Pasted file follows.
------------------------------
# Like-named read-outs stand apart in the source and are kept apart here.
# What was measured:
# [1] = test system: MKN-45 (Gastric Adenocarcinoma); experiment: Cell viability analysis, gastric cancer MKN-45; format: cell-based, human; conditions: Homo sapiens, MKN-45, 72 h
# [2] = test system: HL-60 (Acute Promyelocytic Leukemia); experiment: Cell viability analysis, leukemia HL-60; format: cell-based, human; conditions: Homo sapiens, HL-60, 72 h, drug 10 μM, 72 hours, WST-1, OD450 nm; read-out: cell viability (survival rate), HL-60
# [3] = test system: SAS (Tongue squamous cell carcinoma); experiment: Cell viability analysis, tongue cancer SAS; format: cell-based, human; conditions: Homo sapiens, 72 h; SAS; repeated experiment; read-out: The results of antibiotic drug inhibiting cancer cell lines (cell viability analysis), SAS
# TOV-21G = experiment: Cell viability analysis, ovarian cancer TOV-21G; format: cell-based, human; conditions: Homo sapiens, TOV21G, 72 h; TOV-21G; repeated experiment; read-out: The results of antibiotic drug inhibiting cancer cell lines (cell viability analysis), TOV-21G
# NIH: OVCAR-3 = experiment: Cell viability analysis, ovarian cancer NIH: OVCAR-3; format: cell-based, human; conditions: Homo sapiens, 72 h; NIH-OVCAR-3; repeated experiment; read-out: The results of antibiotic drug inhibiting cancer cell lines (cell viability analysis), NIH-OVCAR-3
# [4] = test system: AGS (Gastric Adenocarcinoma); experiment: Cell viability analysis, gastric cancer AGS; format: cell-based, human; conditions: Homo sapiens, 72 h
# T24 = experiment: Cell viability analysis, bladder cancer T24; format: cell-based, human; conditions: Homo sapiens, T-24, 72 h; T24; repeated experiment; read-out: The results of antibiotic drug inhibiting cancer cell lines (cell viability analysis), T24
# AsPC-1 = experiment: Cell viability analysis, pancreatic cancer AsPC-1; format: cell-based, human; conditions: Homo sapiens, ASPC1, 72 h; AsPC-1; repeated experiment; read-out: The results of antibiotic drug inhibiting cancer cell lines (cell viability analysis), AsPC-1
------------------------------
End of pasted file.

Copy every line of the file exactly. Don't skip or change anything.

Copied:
# Like-named read-outs stand apart in the source and are kept apart here.
# What was measured:
# [1] = test system: MKN-45 (Gastric Adenocarcinoma); experiment: Cell viability analysis, gastric cancer MKN-45; format: cell-based, human; conditions: Homo sapiens, MKN-45, 72 h
# [2] = test system: HL-60 (Acute Promyelocytic Leukemia); experiment: Cell viability analysis, leukemia HL-60; format: cell-based, human; conditions: Homo sapiens, HL-60, 72 h, drug 10 μM, 72 hours, WST-1, OD450 nm; read-out: cell viability (survival rate), HL-60
# [3] = test system: SAS (Tongue squamous cell carcinoma); experiment: Cell viability analysis, tongue cancer SAS; format: cell-based, human; conditions: Homo sapiens, 72 h; SAS; repeated experiment; read-out: The results of antibiotic drug inhibiting cancer cell lines (cell viability analysis), SAS
# TOV-21G = experiment: Cell viability analysis, ovarian cancer TOV-21G; format: cell-based, human; conditions: Homo sapiens, TOV21G, 72 h; TOV-21G; repeated experiment; read-out: The results of antibiotic drug inhibiting cancer cell lines (cell viability analysis), TOV-21G
# NIH: OVCAR-3 = experiment: Cell viability analysis, ovarian cancer NIH: OVCAR-3; format: cell-based, human; conditions: Homo sapiens, 72 h; NIH-OVCAR-3; repeated experiment; read-out: The results of antibiotic drug inhibiting cancer cell lines (cell viability analysis), NIH-OVCAR-3
# [4] = test system: AGS (Gastric Adenocarcinoma); experiment: Cell viability analysis, gastric cancer AGS; format: cell-based, human; conditions: Homo sapiens, 72 h
# T24 = experiment: Cell viability analysis, bladder cancer T24; format: cell-based, human; conditions: Homo sapiens, T-24, 72 h; T24; repeated experiment; read-out: The results of antibiotic drug inhibiting cancer cell lines (cell viability analysis), T24
# AsPC-1 = experiment: Cell viability analysis, pancreatic cancer AsPC-1; format: cell-based, human; conditions: Homo sapiens, ASPC1, 72 h; AsPC-1; repeated experiment; read-out: The results of antibiotic drug inhibiting cancer cell lines (cell viability analysis), AsPC-1